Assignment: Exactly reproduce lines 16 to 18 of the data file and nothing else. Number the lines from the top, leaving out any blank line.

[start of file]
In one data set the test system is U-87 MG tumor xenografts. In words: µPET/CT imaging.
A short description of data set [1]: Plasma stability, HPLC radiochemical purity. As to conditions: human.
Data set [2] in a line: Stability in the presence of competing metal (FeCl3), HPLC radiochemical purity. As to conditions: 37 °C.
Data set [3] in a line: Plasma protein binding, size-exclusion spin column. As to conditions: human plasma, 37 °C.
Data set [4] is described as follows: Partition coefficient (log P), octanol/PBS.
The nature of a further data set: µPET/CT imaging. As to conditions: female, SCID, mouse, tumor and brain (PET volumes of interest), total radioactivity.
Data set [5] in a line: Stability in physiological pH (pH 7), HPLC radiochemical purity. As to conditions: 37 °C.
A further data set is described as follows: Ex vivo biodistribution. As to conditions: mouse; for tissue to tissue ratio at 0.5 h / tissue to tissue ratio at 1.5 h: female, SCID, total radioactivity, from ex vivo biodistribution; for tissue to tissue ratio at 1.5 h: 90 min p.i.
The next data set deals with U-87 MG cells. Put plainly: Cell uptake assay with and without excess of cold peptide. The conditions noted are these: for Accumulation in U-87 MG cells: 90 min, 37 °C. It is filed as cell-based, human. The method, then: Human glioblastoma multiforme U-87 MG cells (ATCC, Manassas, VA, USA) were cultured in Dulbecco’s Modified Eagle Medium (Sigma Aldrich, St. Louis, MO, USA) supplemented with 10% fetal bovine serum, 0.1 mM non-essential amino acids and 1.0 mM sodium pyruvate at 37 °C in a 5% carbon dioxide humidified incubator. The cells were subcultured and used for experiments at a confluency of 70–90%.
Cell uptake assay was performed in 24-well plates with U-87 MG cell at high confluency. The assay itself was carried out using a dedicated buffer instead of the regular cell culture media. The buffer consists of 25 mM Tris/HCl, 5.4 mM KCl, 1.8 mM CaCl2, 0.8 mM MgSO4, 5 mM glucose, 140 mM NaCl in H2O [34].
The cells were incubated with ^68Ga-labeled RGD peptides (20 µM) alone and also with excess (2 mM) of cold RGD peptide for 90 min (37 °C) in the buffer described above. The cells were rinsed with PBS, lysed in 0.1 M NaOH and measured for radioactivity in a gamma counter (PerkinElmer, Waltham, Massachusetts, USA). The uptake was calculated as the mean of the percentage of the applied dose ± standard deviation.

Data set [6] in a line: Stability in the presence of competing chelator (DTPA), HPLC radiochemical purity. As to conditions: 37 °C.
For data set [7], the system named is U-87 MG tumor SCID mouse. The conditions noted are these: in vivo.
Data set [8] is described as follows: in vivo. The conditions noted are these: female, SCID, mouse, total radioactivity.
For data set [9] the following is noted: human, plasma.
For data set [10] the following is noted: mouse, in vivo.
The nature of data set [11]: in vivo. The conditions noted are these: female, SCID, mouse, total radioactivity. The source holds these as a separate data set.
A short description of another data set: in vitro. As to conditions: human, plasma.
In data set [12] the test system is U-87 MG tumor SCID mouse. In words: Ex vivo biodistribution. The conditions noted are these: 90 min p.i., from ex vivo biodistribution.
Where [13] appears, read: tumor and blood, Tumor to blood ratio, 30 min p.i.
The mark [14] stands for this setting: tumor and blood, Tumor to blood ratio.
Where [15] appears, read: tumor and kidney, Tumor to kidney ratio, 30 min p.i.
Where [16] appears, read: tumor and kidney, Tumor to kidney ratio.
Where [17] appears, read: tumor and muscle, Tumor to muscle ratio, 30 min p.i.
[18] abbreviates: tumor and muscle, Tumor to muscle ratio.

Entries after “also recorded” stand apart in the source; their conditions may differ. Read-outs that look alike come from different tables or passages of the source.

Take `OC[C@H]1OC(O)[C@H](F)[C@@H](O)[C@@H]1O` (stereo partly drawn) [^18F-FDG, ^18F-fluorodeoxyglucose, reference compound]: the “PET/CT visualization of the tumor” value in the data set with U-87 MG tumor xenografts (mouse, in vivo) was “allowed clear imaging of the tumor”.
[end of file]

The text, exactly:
For data set [10] the following is noted: mouse, in vivo.
The nature of data set [11]: in vivo. The conditions noted are these: female, SCID, mouse, total radioactivity. The source holds these as a separate data set.
A short description of another data set: in vitro. As to conditions: human, plasma.